It’s friggen embarrasing to watch this unfold??

    Bystander, I think Conrad better be more concerned about deflecting weiners rather than catching footballs! Good Luck with that!

  17. Ross commented on Dec 10

    Off the subject, sorry.

    Czar Putin has named his successor, Dmetri Medvedev. His name is translated as David Bear. Russia in a Bear market for the next 12 years???

  18. Innocent Bystander commented on Dec 10

    Peter of OZ

    If they put a camera in his cell connected to the internet I would pay to watch. Nobody at the SunTimes here in Chicago got a raise for YEARS, as busisness was bad. I’m sure it was, especially when he was shovelling what there was of any cash into his plane, and out of the country.

  19. Mike G. commented on Dec 10

    Excuse me? Is there some kind of mailing list I should be on where someone is going to tell me the “true” risk out there (and not also tell me the other side for “balance” and make the first advice totally useless)? I’m not currently on it and if the rest of you jokers are putting money to work with insider trading information than I’m going to be some kind of pissed!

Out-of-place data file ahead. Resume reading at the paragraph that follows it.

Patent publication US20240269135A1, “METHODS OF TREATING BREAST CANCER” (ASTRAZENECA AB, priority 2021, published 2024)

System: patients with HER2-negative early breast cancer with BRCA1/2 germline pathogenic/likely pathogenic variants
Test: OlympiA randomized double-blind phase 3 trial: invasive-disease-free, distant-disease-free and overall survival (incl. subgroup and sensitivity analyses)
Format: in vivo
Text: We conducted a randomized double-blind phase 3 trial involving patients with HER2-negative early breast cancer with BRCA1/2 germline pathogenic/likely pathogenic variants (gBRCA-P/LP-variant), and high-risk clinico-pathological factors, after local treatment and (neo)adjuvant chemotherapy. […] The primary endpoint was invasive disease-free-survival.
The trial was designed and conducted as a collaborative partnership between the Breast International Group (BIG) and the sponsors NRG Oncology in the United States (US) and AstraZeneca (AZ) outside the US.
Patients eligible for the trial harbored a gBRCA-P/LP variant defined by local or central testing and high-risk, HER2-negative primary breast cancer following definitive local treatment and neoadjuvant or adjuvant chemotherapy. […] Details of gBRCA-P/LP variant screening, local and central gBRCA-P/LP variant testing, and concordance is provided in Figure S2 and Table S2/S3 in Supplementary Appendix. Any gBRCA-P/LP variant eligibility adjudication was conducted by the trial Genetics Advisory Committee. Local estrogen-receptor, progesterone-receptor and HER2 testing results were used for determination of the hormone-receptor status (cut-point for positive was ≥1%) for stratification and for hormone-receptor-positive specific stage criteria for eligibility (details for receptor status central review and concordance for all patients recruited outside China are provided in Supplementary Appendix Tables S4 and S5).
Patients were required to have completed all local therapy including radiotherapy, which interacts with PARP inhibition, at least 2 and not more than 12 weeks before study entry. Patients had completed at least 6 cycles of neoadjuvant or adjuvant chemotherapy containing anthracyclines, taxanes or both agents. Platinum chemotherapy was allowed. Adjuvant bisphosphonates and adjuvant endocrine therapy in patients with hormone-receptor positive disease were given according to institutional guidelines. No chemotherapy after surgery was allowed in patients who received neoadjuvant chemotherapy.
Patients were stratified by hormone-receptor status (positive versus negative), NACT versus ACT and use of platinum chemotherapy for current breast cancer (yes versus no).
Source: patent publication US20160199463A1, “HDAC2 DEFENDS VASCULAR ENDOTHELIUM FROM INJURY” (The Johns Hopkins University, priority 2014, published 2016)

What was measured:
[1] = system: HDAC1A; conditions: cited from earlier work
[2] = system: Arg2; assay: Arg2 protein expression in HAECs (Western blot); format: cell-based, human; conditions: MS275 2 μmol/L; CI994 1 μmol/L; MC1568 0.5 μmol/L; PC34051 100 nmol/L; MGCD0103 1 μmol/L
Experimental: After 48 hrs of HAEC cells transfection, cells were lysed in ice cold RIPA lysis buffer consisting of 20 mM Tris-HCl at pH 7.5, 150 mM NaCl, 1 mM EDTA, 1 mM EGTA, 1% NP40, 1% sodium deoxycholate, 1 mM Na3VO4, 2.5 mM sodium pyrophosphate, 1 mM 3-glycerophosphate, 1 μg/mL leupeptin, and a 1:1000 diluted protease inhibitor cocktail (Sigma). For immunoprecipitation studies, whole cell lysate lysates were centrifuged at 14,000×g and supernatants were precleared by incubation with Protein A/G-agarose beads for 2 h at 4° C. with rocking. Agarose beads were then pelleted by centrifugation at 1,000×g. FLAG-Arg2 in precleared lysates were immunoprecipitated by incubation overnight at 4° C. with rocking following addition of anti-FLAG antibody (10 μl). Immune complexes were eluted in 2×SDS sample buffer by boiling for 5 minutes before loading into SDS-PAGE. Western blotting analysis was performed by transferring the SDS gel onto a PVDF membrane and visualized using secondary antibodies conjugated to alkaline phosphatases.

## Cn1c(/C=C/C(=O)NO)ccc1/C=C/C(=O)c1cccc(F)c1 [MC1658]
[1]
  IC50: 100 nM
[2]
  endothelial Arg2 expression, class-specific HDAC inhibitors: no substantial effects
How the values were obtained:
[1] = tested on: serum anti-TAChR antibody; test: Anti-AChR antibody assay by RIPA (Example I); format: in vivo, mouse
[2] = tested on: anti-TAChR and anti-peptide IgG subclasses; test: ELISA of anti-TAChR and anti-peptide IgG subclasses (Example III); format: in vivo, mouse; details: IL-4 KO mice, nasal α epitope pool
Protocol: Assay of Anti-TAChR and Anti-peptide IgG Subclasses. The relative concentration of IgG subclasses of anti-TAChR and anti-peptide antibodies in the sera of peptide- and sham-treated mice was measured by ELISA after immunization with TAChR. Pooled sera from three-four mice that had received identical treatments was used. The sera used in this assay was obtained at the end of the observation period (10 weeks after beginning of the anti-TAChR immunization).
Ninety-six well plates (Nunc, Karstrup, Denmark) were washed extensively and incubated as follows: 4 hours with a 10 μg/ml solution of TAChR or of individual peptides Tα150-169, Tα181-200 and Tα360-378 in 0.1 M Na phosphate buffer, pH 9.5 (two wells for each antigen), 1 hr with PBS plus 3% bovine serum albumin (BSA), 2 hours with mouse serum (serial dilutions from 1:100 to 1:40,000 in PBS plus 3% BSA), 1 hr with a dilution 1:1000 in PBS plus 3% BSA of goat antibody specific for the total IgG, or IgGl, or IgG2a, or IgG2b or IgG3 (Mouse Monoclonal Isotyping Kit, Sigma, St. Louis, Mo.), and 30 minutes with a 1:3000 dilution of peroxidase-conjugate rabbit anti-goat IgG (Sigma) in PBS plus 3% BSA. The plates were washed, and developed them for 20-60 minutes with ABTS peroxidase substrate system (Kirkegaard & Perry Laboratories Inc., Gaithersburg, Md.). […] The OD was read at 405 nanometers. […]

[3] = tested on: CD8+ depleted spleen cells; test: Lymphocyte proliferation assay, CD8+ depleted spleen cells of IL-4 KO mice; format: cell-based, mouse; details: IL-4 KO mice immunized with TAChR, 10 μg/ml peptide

How the hell does someone or something take “blame” for a “tainted” S&P 500 print of any kind? Egomaniac, much?

    By the same token, all this stuff is tainted because the NoKos and Iranians and Flying Spaghetti Monster knows who else aren’t taking blame for all the “supernotes” they print, thus devaluing the $US. COME CLEAN Kim Jon-Il!!! COME CLEAN, or forever have the “taintidity” of the S&P 500 on your sorry excuse for a soul (Seoul?)